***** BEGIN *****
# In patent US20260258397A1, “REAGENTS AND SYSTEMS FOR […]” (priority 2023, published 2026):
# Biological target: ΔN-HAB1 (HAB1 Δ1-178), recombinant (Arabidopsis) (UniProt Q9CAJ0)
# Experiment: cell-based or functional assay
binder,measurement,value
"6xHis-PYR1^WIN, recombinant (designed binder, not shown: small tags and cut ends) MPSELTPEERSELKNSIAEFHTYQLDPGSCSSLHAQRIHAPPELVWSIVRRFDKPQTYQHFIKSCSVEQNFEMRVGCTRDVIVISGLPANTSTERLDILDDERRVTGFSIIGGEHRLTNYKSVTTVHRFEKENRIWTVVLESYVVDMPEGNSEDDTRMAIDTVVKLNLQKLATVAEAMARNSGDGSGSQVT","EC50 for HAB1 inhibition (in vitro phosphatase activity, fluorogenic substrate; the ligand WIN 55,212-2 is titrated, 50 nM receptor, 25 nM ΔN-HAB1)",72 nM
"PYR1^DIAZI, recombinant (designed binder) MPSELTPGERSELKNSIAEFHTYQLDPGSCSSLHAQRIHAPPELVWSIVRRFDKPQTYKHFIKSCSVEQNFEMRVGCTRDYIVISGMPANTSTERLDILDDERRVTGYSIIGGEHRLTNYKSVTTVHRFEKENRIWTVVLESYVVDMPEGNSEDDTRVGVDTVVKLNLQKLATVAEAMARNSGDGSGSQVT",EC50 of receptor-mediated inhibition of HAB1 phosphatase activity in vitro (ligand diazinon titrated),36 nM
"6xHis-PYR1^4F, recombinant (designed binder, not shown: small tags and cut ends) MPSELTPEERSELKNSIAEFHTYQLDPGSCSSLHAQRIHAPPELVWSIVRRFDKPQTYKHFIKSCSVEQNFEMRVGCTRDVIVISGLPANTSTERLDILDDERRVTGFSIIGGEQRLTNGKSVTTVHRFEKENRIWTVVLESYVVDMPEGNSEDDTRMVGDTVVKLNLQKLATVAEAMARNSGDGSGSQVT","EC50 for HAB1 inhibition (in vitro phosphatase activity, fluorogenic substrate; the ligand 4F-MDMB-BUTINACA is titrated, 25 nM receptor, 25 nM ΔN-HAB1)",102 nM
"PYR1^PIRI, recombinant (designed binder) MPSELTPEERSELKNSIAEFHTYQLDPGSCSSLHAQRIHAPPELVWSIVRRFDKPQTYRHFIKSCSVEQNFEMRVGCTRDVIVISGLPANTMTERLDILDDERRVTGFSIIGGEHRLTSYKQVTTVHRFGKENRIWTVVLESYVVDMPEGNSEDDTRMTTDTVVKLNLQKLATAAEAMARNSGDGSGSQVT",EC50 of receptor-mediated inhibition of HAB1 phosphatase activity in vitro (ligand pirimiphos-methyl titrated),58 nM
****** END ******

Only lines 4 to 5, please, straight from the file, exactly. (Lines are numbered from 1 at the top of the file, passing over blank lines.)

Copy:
binder,measurement,value
"6xHis-PYR1^WIN, recombinant (designed binder, not shown: small tags and cut ends) MPSELTPEERSELKNSIAEFHTYQLDPGSCSSLHAQRIHAPPELVWSIVRRFDKPQTYQHFIKSCSVEQNFEMRVGCTRDVIVISGLPANTSTERLDILDDERRVTGFSIIGGEHRLTNYKSVTTVHRFEKENRIWTVVLESYVVDMPEGNSEDDTRMAIDTVVKLNLQKLATVAEAMARNSGDGSGSQVT","EC50 for HAB1 inhibition (in vitro phosphatase activity, fluorogenic substrate; the ligand WIN 55,212-2 is titrated, 50 nM receptor, 25 nM ΔN-HAB1)",72 nM